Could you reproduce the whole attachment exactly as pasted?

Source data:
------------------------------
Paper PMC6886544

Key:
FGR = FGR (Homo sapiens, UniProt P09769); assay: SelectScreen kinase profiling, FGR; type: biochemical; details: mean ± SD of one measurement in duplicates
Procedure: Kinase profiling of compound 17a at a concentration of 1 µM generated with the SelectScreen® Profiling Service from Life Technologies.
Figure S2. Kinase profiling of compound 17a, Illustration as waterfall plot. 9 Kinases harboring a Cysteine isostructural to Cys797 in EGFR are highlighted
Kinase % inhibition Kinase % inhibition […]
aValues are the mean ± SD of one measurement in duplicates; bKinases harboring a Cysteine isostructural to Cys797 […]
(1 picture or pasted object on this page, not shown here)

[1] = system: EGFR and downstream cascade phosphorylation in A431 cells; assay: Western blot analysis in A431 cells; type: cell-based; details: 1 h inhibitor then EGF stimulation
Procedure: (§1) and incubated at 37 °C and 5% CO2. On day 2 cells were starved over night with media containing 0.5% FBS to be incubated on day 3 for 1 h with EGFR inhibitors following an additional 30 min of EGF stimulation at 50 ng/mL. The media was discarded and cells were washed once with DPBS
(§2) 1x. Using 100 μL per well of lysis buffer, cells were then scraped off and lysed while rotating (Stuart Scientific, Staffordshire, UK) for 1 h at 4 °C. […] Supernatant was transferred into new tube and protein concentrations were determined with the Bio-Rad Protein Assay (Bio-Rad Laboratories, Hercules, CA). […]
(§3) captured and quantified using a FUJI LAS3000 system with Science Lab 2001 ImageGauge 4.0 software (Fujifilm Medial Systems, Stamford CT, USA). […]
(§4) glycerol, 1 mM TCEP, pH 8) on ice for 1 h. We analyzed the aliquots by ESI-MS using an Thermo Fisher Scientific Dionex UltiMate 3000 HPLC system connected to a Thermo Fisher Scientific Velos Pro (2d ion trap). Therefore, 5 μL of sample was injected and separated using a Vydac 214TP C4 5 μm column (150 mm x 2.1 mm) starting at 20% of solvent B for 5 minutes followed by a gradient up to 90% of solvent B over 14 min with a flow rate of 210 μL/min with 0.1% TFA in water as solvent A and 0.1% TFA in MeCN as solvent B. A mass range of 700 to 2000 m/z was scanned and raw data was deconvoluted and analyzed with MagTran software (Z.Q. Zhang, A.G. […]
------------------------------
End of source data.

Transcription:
Paper PMC6886544

Key:
FGR = FGR (Homo sapiens, UniProt P09769); assay: SelectScreen kinase profiling, FGR; type: biochemical; details: mean ± SD of one measurement in duplicates
Procedure: Kinase profiling of compound 17a at a concentration of 1 µM generated with the SelectScreen® Profiling Service from Life Technologies.
Figure S2. Kinase profiling of compound 17a, Illustration as waterfall plot. 9 Kinases harboring a Cysteine isostructural to Cys797 in EGFR are highlighted
Kinase % inhibition Kinase % inhibition […]
aValues are the mean ± SD of one measurement in duplicates; bKinases harboring a Cysteine isostructural to Cys797 […]
(1 picture or pasted object on this page, not shown here)

[1] = system: EGFR and downstream cascade phosphorylation in A431 cells; assay: Western blot analysis in A431 cells; type: cell-based; details: 1 h inhibitor then EGF stimulation
Procedure: (§1) and incubated at 37 °C and 5% CO2. On day 2 cells were starved over night with media containing 0.5% FBS to be incubated on day 3 for 1 h with EGFR inhibitors following an additional 30 min of EGF stimulation at 50 ng/mL. The media was discarded and cells were washed once with DPBS
(§2) 1x. Using 100 μL per well of lysis buffer, cells were then scraped off and lysed while rotating (Stuart Scientific, Staffordshire, UK) for 1 h at 4 °C. […] Supernatant was transferred into new tube and protein concentrations were determined with the Bio-Rad Protein Assay (Bio-Rad Laboratories, Hercules, CA). […]
(§3) captured and quantified using a FUJI LAS3000 system with Science Lab 2001 ImageGauge 4.0 software (Fujifilm Medial Systems, Stamford CT, USA). […]
(§4) glycerol, 1 mM TCEP, pH 8) on ice for 1 h. We analyzed the aliquots by ESI-MS using an Thermo Fisher Scientific Dionex UltiMate 3000 HPLC system connected to a Thermo Fisher Scientific Velos Pro (2d ion trap). Therefore, 5 μL of sample was injected and separated using a Vydac 214TP C4 5 μm column (150 mm x 2.1 mm) starting at 20% of solvent B for 5 minutes followed by a gradient up to 90% of solvent B over 14 min with a flow rate of 210 μL/min with 0.1% TFA in water as solvent A and 0.1% TFA in MeCN as solvent B. A mass range of 700 to 2000 m/z was scanned and raw data was deconvoluted and analyzed with MagTran software (Z.Q. Zhang, A.G. […]